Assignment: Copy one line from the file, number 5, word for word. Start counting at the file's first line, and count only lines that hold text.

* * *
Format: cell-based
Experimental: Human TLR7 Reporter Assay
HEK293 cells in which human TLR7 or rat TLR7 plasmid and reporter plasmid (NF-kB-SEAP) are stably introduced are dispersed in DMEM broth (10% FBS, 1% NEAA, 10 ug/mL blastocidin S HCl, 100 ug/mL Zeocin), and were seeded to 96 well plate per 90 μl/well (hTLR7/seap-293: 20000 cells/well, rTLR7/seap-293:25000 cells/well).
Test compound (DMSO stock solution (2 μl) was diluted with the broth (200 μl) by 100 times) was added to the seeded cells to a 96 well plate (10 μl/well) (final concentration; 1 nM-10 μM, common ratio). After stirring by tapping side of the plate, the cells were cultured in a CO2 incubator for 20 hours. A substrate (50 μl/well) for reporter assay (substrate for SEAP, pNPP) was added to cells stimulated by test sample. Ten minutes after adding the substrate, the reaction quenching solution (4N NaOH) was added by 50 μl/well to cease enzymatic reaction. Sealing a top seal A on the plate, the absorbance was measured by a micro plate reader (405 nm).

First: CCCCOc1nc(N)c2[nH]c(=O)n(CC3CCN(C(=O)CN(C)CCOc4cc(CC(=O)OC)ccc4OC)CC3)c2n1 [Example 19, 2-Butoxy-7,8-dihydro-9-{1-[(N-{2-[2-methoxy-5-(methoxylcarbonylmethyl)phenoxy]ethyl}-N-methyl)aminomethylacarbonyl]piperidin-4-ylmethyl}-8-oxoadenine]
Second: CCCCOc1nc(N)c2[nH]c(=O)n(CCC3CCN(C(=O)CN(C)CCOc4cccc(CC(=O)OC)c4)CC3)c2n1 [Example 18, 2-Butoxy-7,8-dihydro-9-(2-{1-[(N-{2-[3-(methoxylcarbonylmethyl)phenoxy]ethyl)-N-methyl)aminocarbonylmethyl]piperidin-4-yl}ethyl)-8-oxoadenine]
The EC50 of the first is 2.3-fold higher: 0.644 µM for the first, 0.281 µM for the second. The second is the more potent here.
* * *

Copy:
First: CCCCOc1nc(N)c2[nH]c(=O)n(CC3CCN(C(=O)CN(C)CCOc4cc(CC(=O)OC)ccc4OC)CC3)c2n1 [Example 19, 2-Butoxy-7,8-dihydro-9-{1-[(N-{2-[2-methoxy-5-(methoxylcarbonylmethyl)phenoxy]ethyl}-N-methyl)aminomethylacarbonyl]piperidin-4-ylmethyl}-8-oxoadenine]